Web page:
How does an unbalanced gut affect immunity?
An imbalance in intestinal bacteria can result in poor immunity. This is because not all intestinal bacteria are able to produce the valuable SCFAs mentioned above, which help the body fight off pathogens. To function well, our intestinal microbiome needs balance and harmony.
How do I strengthen my immune system?
We can help our bacteria produce butyrate, propionate and acetate by consuming a selection of appropriate prebiotics (7), that is, foods that promote the growth of beneficial intestinal bacteria . For example, if we enrich the gut microbiome with a range of prebiotics such as Fiber and resistant starch We support the beneficial bacteria in producing helpful substances, which in turn improve our immunity.
Improve your health with myBioma microbiome analysis
Especially in times like these, it is extremely important to put health first. With the myBioma microbiome analysis , you get a status quo report of your intestinal health and can specifically optimize it with appropriate suggestions for improvement. We know that changing your diet and lifestyle can sometimes be a challenge, but our blog and social media channels will keep you updated with delicious and easy ones microbiome-friendly recipes provided.
This article is intended for informational purposes only and should not be construed as medical information or instructions. The recipes are intended for inspiration and are not intended as therapeutic measures. If you have any health problems, we recommend that you contact a doctor or other expert immediately.
- Simon AK, Hollander GA, McMichael A.Evolution of the immune system in humans from infancy to old age. Proc. R. Soc. B, 282 (2015). Doi: 20143085
- Belkaid Y, Hand TW.Role of the Microbiota in Immunity and Inflammation. Cell. 157:121-141 (2014).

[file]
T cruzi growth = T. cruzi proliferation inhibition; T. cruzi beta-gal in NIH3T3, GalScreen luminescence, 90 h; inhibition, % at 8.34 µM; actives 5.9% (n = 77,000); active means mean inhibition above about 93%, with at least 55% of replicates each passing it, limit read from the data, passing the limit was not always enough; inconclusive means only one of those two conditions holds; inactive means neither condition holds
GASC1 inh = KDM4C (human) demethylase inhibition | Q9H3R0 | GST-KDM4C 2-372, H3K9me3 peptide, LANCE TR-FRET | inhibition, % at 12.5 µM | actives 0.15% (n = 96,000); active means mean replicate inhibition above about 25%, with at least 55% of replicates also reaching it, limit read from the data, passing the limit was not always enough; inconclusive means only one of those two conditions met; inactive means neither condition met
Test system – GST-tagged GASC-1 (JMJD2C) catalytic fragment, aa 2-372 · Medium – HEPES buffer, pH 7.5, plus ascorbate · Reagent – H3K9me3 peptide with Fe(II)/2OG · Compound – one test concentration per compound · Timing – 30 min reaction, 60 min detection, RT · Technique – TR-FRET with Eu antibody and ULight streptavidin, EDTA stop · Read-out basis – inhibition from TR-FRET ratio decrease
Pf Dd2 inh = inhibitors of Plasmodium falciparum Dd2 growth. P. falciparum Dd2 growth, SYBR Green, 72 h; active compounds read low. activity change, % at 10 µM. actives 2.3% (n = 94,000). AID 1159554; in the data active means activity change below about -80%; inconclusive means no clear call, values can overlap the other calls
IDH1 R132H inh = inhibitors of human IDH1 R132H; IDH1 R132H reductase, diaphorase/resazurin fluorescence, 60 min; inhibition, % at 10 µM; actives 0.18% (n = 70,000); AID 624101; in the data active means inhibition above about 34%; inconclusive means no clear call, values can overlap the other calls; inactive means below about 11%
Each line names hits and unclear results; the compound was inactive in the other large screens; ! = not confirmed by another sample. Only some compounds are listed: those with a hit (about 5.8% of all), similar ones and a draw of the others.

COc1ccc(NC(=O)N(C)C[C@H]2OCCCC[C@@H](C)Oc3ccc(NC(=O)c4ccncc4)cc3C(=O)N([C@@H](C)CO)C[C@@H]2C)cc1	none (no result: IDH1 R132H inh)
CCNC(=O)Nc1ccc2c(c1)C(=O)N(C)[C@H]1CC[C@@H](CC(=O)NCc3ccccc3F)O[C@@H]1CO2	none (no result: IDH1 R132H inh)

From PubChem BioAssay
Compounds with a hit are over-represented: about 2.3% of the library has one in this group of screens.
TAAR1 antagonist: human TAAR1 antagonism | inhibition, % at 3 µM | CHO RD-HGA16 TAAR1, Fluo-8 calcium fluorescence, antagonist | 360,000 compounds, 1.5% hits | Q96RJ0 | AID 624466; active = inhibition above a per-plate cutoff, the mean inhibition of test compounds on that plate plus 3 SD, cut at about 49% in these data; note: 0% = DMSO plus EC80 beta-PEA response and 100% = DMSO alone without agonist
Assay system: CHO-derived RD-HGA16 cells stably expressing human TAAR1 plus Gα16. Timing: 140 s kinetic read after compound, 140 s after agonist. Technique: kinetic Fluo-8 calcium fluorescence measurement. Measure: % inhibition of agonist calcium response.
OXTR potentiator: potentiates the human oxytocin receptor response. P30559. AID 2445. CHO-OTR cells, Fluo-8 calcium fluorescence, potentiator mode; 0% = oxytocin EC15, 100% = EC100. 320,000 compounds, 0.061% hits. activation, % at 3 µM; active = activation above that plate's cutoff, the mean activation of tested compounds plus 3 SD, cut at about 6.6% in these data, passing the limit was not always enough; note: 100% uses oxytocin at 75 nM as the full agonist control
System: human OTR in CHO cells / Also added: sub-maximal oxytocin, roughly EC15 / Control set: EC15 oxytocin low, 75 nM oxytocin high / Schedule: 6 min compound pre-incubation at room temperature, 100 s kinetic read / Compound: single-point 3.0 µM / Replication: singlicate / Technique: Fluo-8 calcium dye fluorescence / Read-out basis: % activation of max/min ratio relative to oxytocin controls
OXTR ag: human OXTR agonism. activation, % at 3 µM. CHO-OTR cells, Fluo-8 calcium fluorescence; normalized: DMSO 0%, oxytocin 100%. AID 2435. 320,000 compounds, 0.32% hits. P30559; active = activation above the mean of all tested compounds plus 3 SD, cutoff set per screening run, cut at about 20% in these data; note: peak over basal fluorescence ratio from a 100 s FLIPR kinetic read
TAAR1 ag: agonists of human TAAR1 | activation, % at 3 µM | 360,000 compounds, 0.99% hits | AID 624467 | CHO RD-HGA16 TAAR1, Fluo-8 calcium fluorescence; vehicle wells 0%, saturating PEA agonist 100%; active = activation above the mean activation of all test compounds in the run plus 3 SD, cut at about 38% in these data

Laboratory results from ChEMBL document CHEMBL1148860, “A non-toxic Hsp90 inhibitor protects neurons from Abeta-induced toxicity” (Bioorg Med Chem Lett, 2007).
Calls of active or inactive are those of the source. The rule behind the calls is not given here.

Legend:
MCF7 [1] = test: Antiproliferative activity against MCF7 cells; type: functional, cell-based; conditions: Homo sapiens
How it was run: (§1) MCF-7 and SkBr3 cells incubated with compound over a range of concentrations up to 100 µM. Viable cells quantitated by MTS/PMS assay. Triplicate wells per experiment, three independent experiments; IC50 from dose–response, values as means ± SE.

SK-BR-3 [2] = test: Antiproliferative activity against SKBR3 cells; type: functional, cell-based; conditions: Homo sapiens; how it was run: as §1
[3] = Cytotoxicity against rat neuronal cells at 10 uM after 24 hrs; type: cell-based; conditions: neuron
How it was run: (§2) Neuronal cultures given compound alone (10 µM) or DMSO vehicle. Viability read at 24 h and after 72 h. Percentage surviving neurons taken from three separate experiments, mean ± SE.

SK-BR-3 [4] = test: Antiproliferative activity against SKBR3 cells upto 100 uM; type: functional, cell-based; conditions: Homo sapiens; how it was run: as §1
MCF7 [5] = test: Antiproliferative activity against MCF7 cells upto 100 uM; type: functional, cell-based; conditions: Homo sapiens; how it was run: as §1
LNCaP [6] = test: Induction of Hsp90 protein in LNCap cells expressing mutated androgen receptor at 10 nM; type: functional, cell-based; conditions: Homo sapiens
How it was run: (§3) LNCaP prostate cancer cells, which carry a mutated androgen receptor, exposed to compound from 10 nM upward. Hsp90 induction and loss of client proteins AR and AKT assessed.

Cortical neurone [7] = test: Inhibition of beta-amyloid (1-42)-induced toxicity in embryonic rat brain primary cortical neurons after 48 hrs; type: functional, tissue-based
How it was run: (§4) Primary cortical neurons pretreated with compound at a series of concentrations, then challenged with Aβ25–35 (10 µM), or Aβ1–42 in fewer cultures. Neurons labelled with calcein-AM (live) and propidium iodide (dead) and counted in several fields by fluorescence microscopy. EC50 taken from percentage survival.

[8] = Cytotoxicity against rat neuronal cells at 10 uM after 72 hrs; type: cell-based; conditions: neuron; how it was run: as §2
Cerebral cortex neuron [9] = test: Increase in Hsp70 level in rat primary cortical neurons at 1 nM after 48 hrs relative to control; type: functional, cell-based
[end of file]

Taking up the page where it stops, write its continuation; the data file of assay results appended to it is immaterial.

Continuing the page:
- Lawley TD, Walker AW. Intestinal colonization resistance. Immunology 138:1-11 (2013).. Doi: 13:790-801
- Kamada N, Seo S, Chen GY. Nunez G. Role of the gut microbiota in immunity and inflammatory diseases. Nat Rev Immune (2013). Doi: 13:321-335
- Buffie CG, Pamer EG. Microbiota-mediated colonization resistance against intestinal pathogens. Nat Rev Immune (2013). Doi: 13:790-801
- Sassone Corsi, Martina & Raffatellu, Manuela. No Vacancy: How Beneficial Microbes Cooperate with Immunity To Provide Colonization Resistance to Pathogens. Journal of immunology, (Baltimore, Md. : 1950), 194 (2015). Doi: 10.4049/jimmunol.1403169.
- Rios-Covian D, Ruas-Madiedo P, Margolles A, Gueimonde M, de los Reyes-Gavilan CG, Salazar N. Intestinal short chain fatty acids and their link with diet and human health. Frontiers in microbiology, 7:185 (2016).
- Corrêa-Oliveira R, Fachi JL, Vieira A, Sato FT, Vinolo MAR. Regulation of immune cell function by short-chain fatty acids. Clin Transl Immunologyl. 5:e73 (2016).
- Kim CH, Park J, Kim M. Gut microbiota-derived short-chain fatty acids, T cells, and Inflammation Immune Network 14(6), 277-288 (2014).